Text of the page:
Nick Hedges is the founder of Resolve HR, a Sydney-based HR consultancy specialising in providing workplace advice to managers and business owners (and father to a well disciplined yellow belt!).
I’d like to share a quick story with you.
My son started taking karate lessons about 2 years ago. He’s pretty good!
Like most 8 year olds the idea of being able to kick and punch at will is quite a unique thing to do. He recently achieved his yellow belt, which to those that know about karate is half way to black belt. So for a young boy, quite an achievement. He was quite excited when he got the belt and was keen to get back to class with his contemporaries to have his new belt on in class.
However he had a small set back when he got to class the following week. He along with 5 other kids did not follow the dojo rules upon arrival.
The rules are simple, when you arrive, early or on time, you are to take off your shoes, bow, enter the dojo quietly without disturbing the current class and sit on the side and wait for your Sensei (teacher) to call you when they are ready. My son, who unbiasedly I would not regard as a disobedient child, did not go straight into class after taking off his shoes. Rather, he chose to watch other kids playing around outside. I might add that a few of the kids that were there with him were quite badly misbehaving. According to him, he was not ‘mucking around’ or disturbing anyone. When the class was ready to start they weren’t inside the dojo. The Sensei came out and made them sit on the side of the class watching the others for the entire lesson. Following the lesson, she told all 5 them that as a result of their behaviour they were not to attend the following week’s class either.
I am not here to draw conclusions as to whether the punishment fit the crime or whether it was fair. His disappointment in the outcome was evident enough, but the incident did cause me to stop and reflect on the scenario in terms of a workplace. He copped it sweet, understood and moved on.
So some of the lessons that I learned from his experience which I can relate to the workplace are:
Every workplace needs not just have rules, but to respect them and follow them
No employee likes to be reminded of the policies and procedures, but even worse, failing to reinforce them or even not training staff on the policies and procedures is the first barrier to not having a structured workplace and allowing for average behaviour. It begs the question of what are we prepared to accept in this workplace.
Its not like my son could never claim he didn’t know the rules, he knew them and simply didn’t follow them and got disciplined for it.
Admitting when you are wrong
I believe if you are wrong, admit it. If you have not followed the correct procedure, own up to it. I often ask what sort of workplace do I want to work in, a workplace where I can ‘get away with stuff’. Or a place where there is transparency and openness and where there is sincerity in what we say and do.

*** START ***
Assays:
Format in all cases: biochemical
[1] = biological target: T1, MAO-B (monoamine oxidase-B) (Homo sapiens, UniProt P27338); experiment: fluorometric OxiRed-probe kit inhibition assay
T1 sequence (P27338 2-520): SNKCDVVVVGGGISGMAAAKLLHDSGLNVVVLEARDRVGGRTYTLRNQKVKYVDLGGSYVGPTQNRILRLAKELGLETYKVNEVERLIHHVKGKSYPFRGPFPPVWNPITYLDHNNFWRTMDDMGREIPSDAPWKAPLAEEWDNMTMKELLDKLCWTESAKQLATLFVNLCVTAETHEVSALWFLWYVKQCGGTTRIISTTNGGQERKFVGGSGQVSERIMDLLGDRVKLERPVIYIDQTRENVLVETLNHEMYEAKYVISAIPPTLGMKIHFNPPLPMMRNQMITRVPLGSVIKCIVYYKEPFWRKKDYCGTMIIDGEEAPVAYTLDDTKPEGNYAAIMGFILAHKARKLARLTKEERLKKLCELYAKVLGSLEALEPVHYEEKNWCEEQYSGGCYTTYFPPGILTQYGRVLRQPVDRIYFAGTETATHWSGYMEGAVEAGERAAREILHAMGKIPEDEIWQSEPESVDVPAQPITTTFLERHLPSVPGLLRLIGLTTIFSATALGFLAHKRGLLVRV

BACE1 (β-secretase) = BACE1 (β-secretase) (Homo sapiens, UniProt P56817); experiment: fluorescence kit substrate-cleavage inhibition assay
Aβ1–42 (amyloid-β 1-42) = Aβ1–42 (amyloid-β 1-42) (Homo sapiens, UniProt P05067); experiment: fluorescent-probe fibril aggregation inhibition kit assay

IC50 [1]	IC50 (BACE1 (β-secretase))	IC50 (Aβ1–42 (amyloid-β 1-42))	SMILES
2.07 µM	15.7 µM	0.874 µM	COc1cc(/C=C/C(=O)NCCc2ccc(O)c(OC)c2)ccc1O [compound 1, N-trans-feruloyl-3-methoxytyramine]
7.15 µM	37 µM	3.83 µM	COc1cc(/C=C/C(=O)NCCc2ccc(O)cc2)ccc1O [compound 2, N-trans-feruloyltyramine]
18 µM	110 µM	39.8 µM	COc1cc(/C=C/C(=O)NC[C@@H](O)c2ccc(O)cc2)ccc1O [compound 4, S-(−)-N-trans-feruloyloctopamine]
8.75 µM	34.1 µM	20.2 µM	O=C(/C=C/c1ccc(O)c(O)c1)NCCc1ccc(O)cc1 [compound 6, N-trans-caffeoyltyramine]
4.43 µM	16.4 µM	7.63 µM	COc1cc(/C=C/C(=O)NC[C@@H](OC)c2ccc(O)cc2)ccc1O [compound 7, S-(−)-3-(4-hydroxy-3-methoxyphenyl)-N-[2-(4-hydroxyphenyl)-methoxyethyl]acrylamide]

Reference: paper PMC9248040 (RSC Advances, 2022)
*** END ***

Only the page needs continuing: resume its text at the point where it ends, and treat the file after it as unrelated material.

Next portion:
The other mantra to consider is “the truth shall set you free”. If you really get something wrong, or break a major rule, own up to it, experience will tell you that often the consequence is not as bad as we thought it would be.
If you do the wrong thing, break policy, royally screw something up, you need to accept a consequence. I’m not saying that workplaces shouldn’t accept mistakes, of course they should. As the saying goes how can we learn without mistakes? I’m more saying though, often there are clear breaches in protocols and standards, that can’t be swept under the mat. Accepting a punishment is part of the process of learning. Why else did we have detention in school, or better yet suspend my son for an additional week? He won’t make the same mistake twice without having first thought about it.
Resilience is the new buzz word in modern workplaces. Resilience is defined in google as “the capacity to recover quickly from difficulties”. The better we can ‘bounce back’ the more effective we can become. According to Health Direct, “Resilience enables you to better cope with challenging situations, and helps with your mental wellbeing. You probably already have skills and support networks that help you be resilient. You can build these up even more, making it easier for you to cope with life.”
In life we can build our resilience through exercising, taking time out, talking things over. In the workplace we can help strengthen our resilience by building on our strengths, developing our leadership capability and helping to educate others.
Right of reply
If I can be critical of one thing in my son’s scenario is that he hand the other kids were not given an opportunity to state their case. In a workplace scenario this is critical. Without hearing a right of reply from the staff member we are not giving them an opportunity to explain what happened, we are possibly making false assumptions and we are possibly working with limited information.
Even where we know something may be clear cut, the opportunity for the right of reply from the employee may provide some information that were previously not aware of or blinded by.
So there you have it, a simple karate suspension proved quite useful for a relatable experience.
By considering employing the above principles it will help us facilitate a more accepting, robust and resilient culture at work.
Author: Nick Hedges
Nick Hedges is the founder of Resolve HR, a Sydney-based HR consultancy specialising in providing workplace advice to managers and business owners.
Posted on 28 November, 2021
By Nick Hedges